More guitar tunings
Alternative guitar tunings are interesting to mess around with because they will help you find chord shapes used in standard tuning that will produce an entirely different chord. Alternative guitar tunings could help you create chords with alternate tuning you could not have created with standard tuning.
The best thing is, those vibrant sounding open chords down at the first few frets will provide different, fresh sounding melodies when you strum them.
Do you wish you could play the guitar better or record better? What you need is to try some other tunings. Over the years, I’ve found that using a variety of tunings is a straightforward way to give my guitar playing a new feel. In addition to improving the quality of music, they help musicians experiment with new chord and song structures, inspiring creative new ideas. To help you get going, I’ll give you a couple of simple examples.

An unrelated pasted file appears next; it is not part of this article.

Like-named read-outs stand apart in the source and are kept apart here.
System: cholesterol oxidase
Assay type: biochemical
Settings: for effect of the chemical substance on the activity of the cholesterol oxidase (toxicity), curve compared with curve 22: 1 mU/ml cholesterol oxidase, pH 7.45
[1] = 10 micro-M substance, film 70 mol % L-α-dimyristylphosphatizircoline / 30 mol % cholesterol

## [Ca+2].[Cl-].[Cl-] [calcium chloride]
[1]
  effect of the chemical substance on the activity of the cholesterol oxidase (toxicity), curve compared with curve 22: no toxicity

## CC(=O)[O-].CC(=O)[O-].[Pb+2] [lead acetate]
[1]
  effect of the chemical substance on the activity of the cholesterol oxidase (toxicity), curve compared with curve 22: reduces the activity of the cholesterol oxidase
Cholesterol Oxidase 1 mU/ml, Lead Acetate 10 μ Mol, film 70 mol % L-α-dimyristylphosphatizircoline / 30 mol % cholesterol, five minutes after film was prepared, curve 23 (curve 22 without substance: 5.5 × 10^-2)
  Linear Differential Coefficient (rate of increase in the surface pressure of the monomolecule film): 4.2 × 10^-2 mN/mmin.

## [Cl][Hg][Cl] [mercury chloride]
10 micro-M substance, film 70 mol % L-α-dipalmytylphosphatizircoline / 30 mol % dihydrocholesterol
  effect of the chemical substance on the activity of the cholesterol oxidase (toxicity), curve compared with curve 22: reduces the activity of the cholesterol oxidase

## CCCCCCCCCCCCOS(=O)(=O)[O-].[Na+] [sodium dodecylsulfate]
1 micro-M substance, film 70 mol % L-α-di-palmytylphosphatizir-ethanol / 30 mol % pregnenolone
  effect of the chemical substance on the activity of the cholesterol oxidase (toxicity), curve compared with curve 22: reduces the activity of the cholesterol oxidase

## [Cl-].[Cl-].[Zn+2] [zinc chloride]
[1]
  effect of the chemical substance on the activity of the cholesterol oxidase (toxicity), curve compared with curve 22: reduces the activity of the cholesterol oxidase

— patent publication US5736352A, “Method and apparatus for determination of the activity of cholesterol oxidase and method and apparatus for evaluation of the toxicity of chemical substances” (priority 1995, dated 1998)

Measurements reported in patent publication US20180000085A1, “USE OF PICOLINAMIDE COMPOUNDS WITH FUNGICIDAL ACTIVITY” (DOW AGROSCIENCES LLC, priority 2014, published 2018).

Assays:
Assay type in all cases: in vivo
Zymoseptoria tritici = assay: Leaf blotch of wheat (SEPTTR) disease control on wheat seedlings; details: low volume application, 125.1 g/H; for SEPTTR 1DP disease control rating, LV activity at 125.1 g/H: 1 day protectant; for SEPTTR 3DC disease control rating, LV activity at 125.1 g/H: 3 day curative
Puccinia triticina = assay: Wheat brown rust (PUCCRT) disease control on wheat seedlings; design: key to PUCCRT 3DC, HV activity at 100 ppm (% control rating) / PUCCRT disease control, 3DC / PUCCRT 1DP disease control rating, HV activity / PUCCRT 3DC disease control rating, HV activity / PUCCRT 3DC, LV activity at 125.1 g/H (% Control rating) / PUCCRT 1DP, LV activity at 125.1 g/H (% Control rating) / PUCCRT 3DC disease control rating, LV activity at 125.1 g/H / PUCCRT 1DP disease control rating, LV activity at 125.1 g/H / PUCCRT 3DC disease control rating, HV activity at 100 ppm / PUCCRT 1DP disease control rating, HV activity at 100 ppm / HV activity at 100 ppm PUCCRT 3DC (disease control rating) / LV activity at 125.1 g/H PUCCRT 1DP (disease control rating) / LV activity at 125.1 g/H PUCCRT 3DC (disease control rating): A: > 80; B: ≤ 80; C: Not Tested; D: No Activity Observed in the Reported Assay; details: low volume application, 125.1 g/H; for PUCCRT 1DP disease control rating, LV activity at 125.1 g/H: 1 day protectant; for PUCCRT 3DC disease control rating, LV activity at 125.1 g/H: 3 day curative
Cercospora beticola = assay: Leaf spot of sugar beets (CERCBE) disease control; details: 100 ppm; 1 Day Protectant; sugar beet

Here is where you can find the instructions on changing the guitar’s tune.
Players of quints benefit from using a drop D tuning. Due to the lower tuning of the sixth string, Drop D is more challenging than conventional tuning.
Lower than Drop D, Drop C is the absolute lowest. If you’re going for a more aggressive tone, try this.
Differentiating from standard tuning are the first and sixth string tones; double Drop D is a unique tuning for the guitar. Because of this, the D note is the standard on all three strings.
D major is attained by playing an open D on the open strings.
An open C sounds like a C chord. It assists with major chord playing.
An open G is a standard G chord (G major).
A Guitar tuning for C Cm11, or minor 11.